K7 Media

K7 Media

Will reboot format fever subside in favour of originality?

In 2022, the list of unscripted format reboots seemed endless: Big Brother, Gladiators, The Weakest Link, The Mole, Survivor, Lingo, Password… From the beginning of 2021 to mid-2022, there were 77 reboots of old formats in more than 30 countries. Now we’ve been through the first wave of old gameshows, attention has turned to the reality shows and factual entertainment formats of the early 2000s. But how will they fare in 2023? Will the mania subside as audiences grow tired of more and more of the same?

The conditions that have led to their proliferation will remain: an overly crowded marketplace, in which suppliers of content still need to catch audience attention with something they recognise – be it a familiar face, format or piece of IP. (And this particularly applies to streaming platforms who are only slowly building their reputations in unscripted). Cash-strapped buyers will still need to hedge their bets with formats that have been tried and tested, and appeal to a sense of nostalgia.

But those same suppliers will be watching closely to see which of them actually last the distance, beyond initial press attention, and viewers tuning in to decide whether they are better or worse than the original.

And that’s the challenge: recreating an old favourite AND giving it some kind of modern twist is actually much harder than it looks, and many reboots fail as a result. From our data we see that most reboots last only two or three seasons. An exception is Queer Eye on Netflix, now in its 7th season, which proves the point that a good format that can be sensitively revived to reflect the times, can have a successful second lifetime.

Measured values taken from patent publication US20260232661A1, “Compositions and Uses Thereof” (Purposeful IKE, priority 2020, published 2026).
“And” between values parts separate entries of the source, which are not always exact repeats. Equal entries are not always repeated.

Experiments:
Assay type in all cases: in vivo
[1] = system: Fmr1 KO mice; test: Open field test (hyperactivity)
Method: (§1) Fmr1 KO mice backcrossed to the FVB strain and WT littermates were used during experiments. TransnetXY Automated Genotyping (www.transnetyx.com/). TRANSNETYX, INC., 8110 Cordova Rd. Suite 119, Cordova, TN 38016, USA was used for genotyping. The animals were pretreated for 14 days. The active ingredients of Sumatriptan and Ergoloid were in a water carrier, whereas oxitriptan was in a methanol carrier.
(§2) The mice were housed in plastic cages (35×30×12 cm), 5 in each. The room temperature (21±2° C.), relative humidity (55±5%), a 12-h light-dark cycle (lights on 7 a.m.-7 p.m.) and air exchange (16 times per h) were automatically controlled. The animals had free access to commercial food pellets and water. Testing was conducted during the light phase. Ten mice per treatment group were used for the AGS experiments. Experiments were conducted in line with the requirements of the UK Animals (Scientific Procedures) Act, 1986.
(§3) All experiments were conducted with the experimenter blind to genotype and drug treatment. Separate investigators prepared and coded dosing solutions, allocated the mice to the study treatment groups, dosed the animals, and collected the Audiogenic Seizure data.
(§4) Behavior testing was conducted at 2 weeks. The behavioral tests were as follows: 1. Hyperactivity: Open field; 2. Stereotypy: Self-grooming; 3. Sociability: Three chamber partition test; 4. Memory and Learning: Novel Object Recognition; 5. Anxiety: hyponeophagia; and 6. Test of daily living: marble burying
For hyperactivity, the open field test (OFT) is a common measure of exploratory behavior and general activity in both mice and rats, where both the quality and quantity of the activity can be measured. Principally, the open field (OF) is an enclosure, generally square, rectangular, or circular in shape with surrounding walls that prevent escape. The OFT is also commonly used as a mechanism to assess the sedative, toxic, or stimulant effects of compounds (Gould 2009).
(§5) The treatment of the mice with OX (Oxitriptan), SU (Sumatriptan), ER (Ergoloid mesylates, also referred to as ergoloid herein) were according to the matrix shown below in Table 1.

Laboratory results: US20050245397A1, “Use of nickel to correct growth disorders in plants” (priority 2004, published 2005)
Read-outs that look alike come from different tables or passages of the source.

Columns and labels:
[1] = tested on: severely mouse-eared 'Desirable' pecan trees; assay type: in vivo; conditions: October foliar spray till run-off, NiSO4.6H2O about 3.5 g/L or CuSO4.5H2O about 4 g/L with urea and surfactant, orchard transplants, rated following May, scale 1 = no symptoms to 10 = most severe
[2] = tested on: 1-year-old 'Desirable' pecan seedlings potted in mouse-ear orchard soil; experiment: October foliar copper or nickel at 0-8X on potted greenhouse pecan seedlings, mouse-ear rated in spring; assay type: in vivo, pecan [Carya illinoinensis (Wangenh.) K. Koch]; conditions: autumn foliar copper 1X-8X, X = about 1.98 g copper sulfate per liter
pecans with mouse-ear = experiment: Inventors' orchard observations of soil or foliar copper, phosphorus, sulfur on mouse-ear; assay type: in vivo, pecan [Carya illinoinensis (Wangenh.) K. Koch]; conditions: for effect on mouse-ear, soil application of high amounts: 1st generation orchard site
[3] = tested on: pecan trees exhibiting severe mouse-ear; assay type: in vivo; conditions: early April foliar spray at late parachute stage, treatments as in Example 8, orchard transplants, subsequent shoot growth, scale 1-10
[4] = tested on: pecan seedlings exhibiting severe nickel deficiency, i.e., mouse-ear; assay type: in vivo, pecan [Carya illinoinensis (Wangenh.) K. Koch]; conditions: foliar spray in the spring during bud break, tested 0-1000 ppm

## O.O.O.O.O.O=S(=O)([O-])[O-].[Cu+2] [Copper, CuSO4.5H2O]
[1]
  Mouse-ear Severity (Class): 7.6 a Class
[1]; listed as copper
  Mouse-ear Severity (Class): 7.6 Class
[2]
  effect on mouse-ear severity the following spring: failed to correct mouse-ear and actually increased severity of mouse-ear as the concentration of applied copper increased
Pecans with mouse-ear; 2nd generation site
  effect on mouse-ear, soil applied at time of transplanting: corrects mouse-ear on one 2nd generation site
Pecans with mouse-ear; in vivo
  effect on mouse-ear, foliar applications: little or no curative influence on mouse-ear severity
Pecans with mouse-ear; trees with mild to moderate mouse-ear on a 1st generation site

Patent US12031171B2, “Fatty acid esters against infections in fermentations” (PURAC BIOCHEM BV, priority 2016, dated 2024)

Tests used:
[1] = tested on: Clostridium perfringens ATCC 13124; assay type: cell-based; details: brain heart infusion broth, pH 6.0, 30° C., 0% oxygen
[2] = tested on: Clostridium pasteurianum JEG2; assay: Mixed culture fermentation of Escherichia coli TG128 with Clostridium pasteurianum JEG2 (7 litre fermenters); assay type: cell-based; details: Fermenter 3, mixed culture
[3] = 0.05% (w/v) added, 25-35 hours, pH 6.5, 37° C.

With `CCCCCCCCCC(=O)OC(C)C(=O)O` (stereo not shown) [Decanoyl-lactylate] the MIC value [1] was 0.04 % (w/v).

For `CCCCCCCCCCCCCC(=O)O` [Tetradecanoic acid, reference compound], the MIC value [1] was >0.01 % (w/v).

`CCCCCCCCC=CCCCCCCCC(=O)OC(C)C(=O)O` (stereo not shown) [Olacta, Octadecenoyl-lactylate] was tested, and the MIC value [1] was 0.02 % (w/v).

For 2023, our prediction is that reboots will continue – there are too many consolidated entertainment groups sitting on IP they need to exploit for it not to. But as the over-supply of content leads to some new platforms falling by the wayside, it will actually be those with the most original new shows that succeed, not the ones with the most reboots. As Warner’s Mike Darnell put it at Content London: “Buyers have always wanted the familiar. But they’re never a smash. It’s ok to have some of that stuff but you HAVE to take the big swings to get a Masked Singer” Roll on more investment in new development in 2023.

Clare Thompson

Clare is a non-Exec Director on the K7 board, and regularly writes and presents on global content trends for K7’s international clients, and at TV Festivals from Copenhagen to Tel Aviv.
Her background is in entertainment and factual entertainment development: as Head of Entertainment Development at ITV from 2000 - 2008, she steered work on international formats including Saturday Night Takeaway, Gameshow Marathon and Celebrities Under Pressure for ITV, Brainiac for Sky and American Princess for NBC in the US. 

After a stint running ITV's internal innovation unit Imagine, she set up her own consultancy, running development workshops, training sessions and channel / commissioning strategy projects for clients including the BBC, Channel 4, ITV Studios (UK & US), EndemolShine, All3Media, MTV, RTL/ UFA (Germany), Warner Brothers, Lagardère Sports and Chinese broadcasters including CCTV, Jiangsu and Shanghai Media Group; alongside advising on the development slates of several smaller indies in France, Ireland and the UK.
Sometimes she even still makes shows!  Girls With Autism - an Emmy, BAFTA and RTS-shortlisted access doc for ITV - was the most recent.